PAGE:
Is Violin Hard To Learn? (Read This Before Starting)

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  • The top reason why should you learn to play the violin
  • How hard is the violin to learn?
  • Essential things to look out for when buying a violin

The violin is one of the hardest musical instruments to learn. The combination of a demanding bowing technique and getting the pitch just right on a fretless fingerboard can make it particularly challenging.

Like any instrument, it takes time and commitment to master.

However, it’s a versatile instrument that has a timeless and beautiful sound. You can play it alone or in a group. It’s perhaps THE quintessential classical stringed instrument.

Let’s see which challenges await and how you can overcome them!

Also check out our article How Many Strings Does A Violin Have (& Some Fun Facts).

How hard is the violin to learn?

The violin is regarded as one of the hardest instruments to learn, but why?

Let’s take look at how the sound is created first and then break it down into its different parts.

The violin is a string instrument, so like with playing the acoustic guitar, the sound is created by a vibrating string which then resonates within its body.

While violin strings are plucked in some pieces or sections, the usual way of playing them is with a bow. Which is normally made out of a wooden bow stick and horsehair, about 160-180 individual hairs, to be exact.

This hair is tightened and treated with a sticky material called rosin that is extracted from trees. This helps the hair create friction when dragged over the string, which is what causes the string to vibrate and create a sound.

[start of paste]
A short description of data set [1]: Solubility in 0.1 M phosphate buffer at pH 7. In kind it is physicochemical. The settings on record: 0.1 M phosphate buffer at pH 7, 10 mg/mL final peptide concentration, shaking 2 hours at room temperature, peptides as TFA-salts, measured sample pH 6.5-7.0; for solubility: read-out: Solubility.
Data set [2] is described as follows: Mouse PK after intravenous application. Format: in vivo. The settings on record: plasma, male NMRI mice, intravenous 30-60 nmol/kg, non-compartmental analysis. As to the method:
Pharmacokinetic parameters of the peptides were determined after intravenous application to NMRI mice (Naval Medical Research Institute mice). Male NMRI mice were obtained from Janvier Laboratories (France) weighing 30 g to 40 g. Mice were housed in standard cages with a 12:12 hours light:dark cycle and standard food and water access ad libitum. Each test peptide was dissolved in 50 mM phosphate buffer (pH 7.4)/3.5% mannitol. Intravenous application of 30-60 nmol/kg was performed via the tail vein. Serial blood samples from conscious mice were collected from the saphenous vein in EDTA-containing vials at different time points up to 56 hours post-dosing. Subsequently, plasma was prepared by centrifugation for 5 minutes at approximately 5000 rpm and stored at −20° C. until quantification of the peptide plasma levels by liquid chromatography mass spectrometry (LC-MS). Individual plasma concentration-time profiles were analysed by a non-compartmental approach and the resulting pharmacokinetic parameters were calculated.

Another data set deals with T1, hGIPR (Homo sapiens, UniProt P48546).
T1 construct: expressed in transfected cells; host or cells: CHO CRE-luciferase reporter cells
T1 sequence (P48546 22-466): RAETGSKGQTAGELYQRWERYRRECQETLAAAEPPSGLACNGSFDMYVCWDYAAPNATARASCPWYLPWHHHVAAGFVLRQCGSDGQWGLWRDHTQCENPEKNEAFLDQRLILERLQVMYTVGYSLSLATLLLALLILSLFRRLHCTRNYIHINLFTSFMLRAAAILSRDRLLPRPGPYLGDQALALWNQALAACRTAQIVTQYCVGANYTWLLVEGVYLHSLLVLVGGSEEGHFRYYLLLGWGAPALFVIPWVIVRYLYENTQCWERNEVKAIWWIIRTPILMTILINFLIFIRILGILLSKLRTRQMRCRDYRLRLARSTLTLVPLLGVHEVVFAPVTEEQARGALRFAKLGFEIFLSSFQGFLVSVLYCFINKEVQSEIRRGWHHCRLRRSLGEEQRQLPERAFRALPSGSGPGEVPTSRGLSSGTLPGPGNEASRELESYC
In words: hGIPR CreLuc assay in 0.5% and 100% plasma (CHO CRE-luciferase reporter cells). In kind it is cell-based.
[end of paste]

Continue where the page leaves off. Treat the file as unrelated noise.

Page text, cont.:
The pitch of this sound is controlled by the fingers of your other hand (usually the left one).

Again like with playing the guitar, pressing a finger down on the fingerboard will shorten the string and result in a higher pitch.

To have both hands free for those tasks (right hand for bowing, left for determining pitch), the violin is pinched between your jaw and your shoulder, just like when you are trying to use the phone and do the dishes simultaneously.

Bowing

To achieve a nice consistent tone with the bow you need to pay attention to different parameters. One would be the angles at which the string is struck.

Holding the bow so the horsehair and strings meet effectively and you can maintain consistent pressure from the bottom of the bow (called frog) to the tip (called… tip).

The bow and strings should form a 90-degree angle throughout the stroke.

Moving the bow from frog to tip across the strings is called a down-bow. The other direction is called up-bow. 

Those directions are sometimes written in the sheet music with the symbols below, but also have to be assumed from context at other times.

The different string sections in an orchestra will always have a rehearsed and uniform use of up-and-down-bows to create auditory and visual synchronization.

down-bow

   up-bow

Those are the basics. Once you have mastered the general use of the bow, you move on to more intricate techniques that will tell you to use broader strokes or let your bow jump over the strings.

Different playing instructions tell you exactly how to utilize your bow and use Italian terms like legato, staccato, or spiccato.

Pitch

So now that we know what one of the hands is doing, what about the other one?

As mentioned earlier, a violin fingerboard doesn’t have any frets so getting the right pitch is one of the biggest challenges for beginners.

As you can imagine, when playing violin, wrong notes can be quite frustrating for you (and your neighbors) especially since our ears are so used to perfect pitch from the heavily processed and pitch-corrected recordings we hear on the radio. Or, other instruments like keyboards, which are always in pitch, and you “just have to hit the right note”.